Caroline’s LEJOG Adventure
Our fabulous membership secretary Caroline Hemmington took two well-earned weeks out this summer to ride the “end-to-end” from Land’s End to John O’Groats. From feeding hedgehogs to the side of the road, to a chance meeting with the Queen, Caroline summarises the best moments from her trip.
When I was asked me to write a few words on my Land’s End to John O’Groats trip, I was a bit embarrassed as so many others have done the distance in far more testing ways, terrible weather or in crazy amounts of time, but here goes.
To me, it was my holiday so I wanted to enjoy it so I signed up with a company ‘Peak Tours’ who provide support, routes and lots of tea stops. I chose to do a manageable distance I could repeat day after day, so I could savour the scenery and stop to take photos – something I didn’t think I’d do if cycling 100 miles a day. So I joined 21 strangers from all walks of life for the challenge. Ages ranged from 29 (part of a son and dad combo) to two 76 year olds. Most were on road bikes, but gravel and even an e-bike made appearances too.
We started on a misty, damp day. After lunch that first day the weather cleared and from then on the weather was hot, hot, hot until the northern reaches of Scotland. The heat was a challenge but we kept well hydrated, grabbing shade where we could. Having to wash kit every night was a bore and there were times when I was like an annoying child asking ‘are we nearly there yet’ – 6 days in when we cycled to Runcorn comes to mind, as the day seemed to go on for ever. Laughter and the camaraderie of the group and even the odd impromptu sing-song kept us all on track.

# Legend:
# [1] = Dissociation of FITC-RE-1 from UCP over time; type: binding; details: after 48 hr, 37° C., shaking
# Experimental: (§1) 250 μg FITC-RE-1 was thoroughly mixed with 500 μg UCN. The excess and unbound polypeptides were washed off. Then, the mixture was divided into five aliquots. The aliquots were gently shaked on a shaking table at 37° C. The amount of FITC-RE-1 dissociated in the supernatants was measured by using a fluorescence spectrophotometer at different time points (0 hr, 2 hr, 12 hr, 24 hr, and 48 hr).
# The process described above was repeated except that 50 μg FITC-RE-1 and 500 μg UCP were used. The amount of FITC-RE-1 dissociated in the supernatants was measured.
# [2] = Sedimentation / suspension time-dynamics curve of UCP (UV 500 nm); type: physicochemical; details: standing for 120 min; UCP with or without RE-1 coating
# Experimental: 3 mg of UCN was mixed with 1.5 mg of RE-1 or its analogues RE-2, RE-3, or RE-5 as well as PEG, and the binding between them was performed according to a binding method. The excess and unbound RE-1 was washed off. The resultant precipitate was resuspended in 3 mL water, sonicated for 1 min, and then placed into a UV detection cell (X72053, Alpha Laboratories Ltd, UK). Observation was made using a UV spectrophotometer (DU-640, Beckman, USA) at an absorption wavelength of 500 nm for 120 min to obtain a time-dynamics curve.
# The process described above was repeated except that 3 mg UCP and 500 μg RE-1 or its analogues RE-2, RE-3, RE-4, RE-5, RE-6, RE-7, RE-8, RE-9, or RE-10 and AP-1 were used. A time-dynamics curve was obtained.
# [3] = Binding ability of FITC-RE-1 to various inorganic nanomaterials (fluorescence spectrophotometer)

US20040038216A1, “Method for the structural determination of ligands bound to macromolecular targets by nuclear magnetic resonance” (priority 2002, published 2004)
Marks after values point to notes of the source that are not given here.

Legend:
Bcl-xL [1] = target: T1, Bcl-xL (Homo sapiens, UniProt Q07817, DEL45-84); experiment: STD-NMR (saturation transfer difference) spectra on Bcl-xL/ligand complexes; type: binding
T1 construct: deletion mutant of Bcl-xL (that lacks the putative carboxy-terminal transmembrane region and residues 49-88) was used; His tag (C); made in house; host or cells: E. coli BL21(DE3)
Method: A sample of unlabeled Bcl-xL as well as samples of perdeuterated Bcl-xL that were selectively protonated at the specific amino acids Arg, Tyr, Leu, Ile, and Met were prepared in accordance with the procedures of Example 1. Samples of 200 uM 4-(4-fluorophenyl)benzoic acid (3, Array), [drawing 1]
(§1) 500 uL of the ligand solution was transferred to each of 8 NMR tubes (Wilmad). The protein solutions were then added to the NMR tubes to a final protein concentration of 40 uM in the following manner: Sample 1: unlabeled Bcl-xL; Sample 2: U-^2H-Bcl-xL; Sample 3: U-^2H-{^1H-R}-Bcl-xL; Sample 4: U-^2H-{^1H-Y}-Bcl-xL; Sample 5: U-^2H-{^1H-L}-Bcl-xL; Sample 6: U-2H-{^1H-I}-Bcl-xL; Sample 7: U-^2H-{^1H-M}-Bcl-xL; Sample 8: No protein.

Many of the routes held surprises, like lovely wildflower borders in a Bolton industrial estates. There were so many memorable moments – stunning scenery along the Cornish coast, then crossing Dartmoor in the heat and finding an ice-cream van; meeting up with friends and family along the route; cycling through beautiful Wells and getting lost; the wide flat lanes of the Somerset Levels; riding over the iconic Clifton Suspension Bridge, the Severn Bridge and a few days later the Forth Bridge; finding a hedgehog in the road and giving it water; paddling in a stream in Clun at the end of a roasting day; the much needed shade of a big oak tree in Inglewhite; a lovely route skirting the Yorkshire Dales to Penrith, reaching Scotland: the Queen waving to us at Balmoral where we’d stopped for ice-cream (it was nice of her to turn up), sitting reading my kindle on the banks of Lairg loch; beautiful Scottish river valleys; the atmospheric, bleak landscape to the Crask Inn; fantastic climbs like the Lecht and Glenshee and even better descents; And so much more – an amazing experience over in a flash.
It was a strange feeling on our last day, knowing it was nearly over and we’d all be going our separate ways soon. When totted up at the end I’d done 1025 miles and climbed 18,145 meters – eating my body weight in porridge and snacks along the way. We were blessed with fantastic weather and a few of the cyclists raised shed loads for charity. I had the best time cycling for 14 days on the trot, and hopefully, when I’m 76, I’ll still be cycling too.